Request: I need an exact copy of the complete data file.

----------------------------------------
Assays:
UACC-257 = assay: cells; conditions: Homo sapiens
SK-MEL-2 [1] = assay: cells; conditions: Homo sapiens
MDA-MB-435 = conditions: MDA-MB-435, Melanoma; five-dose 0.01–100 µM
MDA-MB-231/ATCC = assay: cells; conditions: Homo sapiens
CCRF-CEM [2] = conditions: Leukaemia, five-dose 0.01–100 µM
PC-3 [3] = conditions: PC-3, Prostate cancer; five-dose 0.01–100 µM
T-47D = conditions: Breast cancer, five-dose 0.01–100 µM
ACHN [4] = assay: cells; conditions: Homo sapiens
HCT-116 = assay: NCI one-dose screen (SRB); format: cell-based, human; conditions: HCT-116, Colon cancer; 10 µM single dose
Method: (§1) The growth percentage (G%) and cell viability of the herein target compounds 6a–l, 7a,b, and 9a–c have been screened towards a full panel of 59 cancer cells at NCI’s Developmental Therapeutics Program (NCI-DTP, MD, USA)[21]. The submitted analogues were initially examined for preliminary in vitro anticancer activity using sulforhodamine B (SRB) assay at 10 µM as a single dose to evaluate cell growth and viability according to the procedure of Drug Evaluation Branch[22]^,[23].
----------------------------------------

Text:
Assays:
UACC-257 = assay: cells; conditions: Homo sapiens
SK-MEL-2 [1] = assay: cells; conditions: Homo sapiens
MDA-MB-435 = conditions: MDA-MB-435, Melanoma; five-dose 0.01–100 µM
MDA-MB-231/ATCC = assay: cells; conditions: Homo sapiens
CCRF-CEM [2] = conditions: Leukaemia, five-dose 0.01–100 µM
PC-3 [3] = conditions: PC-3, Prostate cancer; five-dose 0.01–100 µM
T-47D = conditions: Breast cancer, five-dose 0.01–100 µM
ACHN [4] = assay: cells; conditions: Homo sapiens
HCT-116 = assay: NCI one-dose screen (SRB); format: cell-based, human; conditions: HCT-116, Colon cancer; 10 µM single dose
Method: (§1) The growth percentage (G%) and cell viability of the herein target compounds 6a–l, 7a,b, and 9a–c have been screened towards a full panel of 59 cancer cells at NCI’s Developmental Therapeutics Program (NCI-DTP, MD, USA)[21]. The submitted analogues were initially examined for preliminary in vitro anticancer activity using sulforhodamine B (SRB) assay at 10 µM as a single dose to evaluate cell growth and viability according to the procedure of Drug Evaluation Branch[22]^,[23].